What we do know is that these high market correlation levels have caused us considerable frustration. When a market selloff indiscriminately pulls down stocks regardless of their fundamentals, we are tempted to question whether our research efforts are worth it. However, by stepping back and examining the market’s action from a historical perspective, we are able to remind ourselves that this condition is temporary. We also realize that it can be exploited by our long-term value-oriented philosophy, which as you know, is the cornerstone of our investment approach.
Unlike the majority of our competitors, we invest in individual companies in the stock market and buy bonds from single issuers. In other words, only in certain instances do we utilize mutual funds and thereby “farm out” the individual selection function. Buying and selling individual stocks and bonds obviously entails more time and effort on our part, but it has many advantages, including keeping client-borne costs down.
Our stock and bond selection is based on thorough and constant research. We obtain pertinent information, including analyst reports, from a variety of sources. In some cases, we meet and visit with management of the companies. With most of our stock holdings, we maintain an ongoing dialogue with top company executives.
In every situation, we listen to and participate in quarterly conference calls between management and analysts/portfolio managers. This process begins well before we take a position in a company (in fact, many times our research convinces us not to invest in a company) and remains consistent throughout our investment relationship with the company.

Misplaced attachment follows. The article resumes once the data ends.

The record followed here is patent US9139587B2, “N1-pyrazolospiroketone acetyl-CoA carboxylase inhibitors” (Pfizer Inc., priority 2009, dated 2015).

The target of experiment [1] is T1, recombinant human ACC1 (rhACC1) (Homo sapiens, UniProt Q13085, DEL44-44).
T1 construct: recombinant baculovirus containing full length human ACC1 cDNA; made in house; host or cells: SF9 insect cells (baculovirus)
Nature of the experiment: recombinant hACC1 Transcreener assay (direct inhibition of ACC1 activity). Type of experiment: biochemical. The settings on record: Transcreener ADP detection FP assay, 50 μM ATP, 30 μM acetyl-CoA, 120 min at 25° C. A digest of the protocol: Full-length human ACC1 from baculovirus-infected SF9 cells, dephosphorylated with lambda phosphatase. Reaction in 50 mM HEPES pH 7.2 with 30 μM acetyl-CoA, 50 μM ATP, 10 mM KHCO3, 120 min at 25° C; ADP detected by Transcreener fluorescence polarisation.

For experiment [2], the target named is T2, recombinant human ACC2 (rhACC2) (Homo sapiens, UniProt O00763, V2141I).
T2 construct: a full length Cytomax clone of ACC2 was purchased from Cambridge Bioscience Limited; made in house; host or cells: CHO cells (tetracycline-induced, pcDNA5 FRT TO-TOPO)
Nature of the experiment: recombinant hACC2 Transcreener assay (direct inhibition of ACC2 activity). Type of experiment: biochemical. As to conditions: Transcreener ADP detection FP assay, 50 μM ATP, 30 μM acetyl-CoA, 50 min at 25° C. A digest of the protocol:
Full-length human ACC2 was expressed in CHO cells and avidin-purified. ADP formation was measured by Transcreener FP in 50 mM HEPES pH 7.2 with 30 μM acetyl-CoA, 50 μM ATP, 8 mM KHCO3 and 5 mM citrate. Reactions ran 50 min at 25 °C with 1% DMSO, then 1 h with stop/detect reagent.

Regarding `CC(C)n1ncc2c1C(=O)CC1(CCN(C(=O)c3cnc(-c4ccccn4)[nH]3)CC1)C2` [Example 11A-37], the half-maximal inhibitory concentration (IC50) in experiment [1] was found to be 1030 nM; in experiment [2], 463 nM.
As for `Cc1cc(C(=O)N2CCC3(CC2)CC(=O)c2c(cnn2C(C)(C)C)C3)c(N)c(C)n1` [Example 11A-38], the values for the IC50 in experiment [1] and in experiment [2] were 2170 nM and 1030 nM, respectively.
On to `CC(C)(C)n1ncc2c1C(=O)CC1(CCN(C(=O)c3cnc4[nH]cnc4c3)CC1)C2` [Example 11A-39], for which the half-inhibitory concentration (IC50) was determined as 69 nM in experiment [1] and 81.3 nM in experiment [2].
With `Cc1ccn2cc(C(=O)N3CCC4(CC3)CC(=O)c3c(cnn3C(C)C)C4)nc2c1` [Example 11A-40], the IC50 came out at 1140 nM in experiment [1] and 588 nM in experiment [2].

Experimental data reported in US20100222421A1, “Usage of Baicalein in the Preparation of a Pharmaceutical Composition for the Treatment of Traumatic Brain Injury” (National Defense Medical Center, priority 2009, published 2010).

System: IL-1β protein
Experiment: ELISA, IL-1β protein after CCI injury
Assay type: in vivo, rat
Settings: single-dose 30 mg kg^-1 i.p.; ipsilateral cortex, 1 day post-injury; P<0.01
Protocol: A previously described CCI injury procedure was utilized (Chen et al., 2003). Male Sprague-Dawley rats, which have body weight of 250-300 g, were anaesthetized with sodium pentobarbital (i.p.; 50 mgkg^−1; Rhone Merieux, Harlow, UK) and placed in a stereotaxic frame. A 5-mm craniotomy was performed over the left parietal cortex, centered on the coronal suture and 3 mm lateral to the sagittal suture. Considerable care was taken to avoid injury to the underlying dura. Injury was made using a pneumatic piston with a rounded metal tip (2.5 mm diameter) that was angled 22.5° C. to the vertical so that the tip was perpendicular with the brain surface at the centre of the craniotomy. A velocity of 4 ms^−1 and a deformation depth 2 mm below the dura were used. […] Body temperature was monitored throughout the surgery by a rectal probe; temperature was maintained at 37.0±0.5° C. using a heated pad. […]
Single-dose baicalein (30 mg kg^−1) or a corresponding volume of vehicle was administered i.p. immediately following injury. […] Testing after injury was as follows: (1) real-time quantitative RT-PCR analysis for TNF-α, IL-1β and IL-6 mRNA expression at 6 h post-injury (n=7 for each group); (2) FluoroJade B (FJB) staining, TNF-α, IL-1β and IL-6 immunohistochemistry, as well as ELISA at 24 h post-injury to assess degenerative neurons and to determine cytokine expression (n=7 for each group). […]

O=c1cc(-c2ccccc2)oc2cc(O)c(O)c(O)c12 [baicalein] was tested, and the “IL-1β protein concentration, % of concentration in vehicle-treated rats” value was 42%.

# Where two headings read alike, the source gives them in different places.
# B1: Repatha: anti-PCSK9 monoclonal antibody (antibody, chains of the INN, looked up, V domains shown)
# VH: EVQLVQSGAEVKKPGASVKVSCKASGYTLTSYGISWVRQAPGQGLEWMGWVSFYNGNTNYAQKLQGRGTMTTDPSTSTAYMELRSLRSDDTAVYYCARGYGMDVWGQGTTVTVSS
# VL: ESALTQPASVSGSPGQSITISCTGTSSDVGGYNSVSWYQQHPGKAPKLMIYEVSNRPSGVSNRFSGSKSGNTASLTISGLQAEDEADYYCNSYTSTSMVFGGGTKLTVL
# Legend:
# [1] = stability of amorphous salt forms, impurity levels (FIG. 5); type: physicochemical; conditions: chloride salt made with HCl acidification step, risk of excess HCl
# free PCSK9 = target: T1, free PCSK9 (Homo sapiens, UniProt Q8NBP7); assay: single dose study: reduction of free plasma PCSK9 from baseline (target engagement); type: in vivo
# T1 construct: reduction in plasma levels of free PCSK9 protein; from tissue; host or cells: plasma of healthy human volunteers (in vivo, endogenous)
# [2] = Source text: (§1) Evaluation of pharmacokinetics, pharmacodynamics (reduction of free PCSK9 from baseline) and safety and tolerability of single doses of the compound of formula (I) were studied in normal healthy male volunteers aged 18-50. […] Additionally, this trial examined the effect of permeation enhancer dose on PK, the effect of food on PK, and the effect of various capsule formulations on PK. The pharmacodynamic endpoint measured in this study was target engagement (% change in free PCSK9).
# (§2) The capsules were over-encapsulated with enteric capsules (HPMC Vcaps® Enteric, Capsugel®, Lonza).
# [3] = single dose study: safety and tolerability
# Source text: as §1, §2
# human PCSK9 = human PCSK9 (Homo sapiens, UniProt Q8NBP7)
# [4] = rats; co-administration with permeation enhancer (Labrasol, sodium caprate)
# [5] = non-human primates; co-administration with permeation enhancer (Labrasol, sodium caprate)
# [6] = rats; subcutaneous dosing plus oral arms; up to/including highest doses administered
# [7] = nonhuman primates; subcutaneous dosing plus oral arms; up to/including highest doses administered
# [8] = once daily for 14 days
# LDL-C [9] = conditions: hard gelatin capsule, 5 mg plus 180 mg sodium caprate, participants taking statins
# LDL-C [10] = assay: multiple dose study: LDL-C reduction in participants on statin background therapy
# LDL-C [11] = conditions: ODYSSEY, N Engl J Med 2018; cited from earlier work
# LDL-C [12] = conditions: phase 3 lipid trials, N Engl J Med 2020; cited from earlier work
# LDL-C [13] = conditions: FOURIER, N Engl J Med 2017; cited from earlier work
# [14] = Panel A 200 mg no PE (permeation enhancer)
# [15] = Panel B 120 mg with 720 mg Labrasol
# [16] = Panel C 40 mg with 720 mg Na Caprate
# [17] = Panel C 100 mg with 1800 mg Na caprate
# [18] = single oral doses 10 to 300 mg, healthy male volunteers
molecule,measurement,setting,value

As you have no doubt noticed, our efforts do not always guarantee substantial outperformance. But I can say that over the many years, our results have been favorable. Indeed, we are more convinced than ever that our approach is sound and conducive to long-term success.
Occasionally a client will ask me about a current holding and why we own the stock. As an illustration of our stock selection process, I have included a summary of one of our holdings with a brief description of our assessment of this company. Incidentally, we have owned the company for a number of years and have yet to reap the reward that we think is still probable. We chose to feature it in part because it is a company with which most people have little familiarity.
If you have any questions pertaining to the issues presented in this letter, feel free to call me. Hopefully, the volatility and high correlation will subside in time and allow us all to return to less stressful and more prosperous days.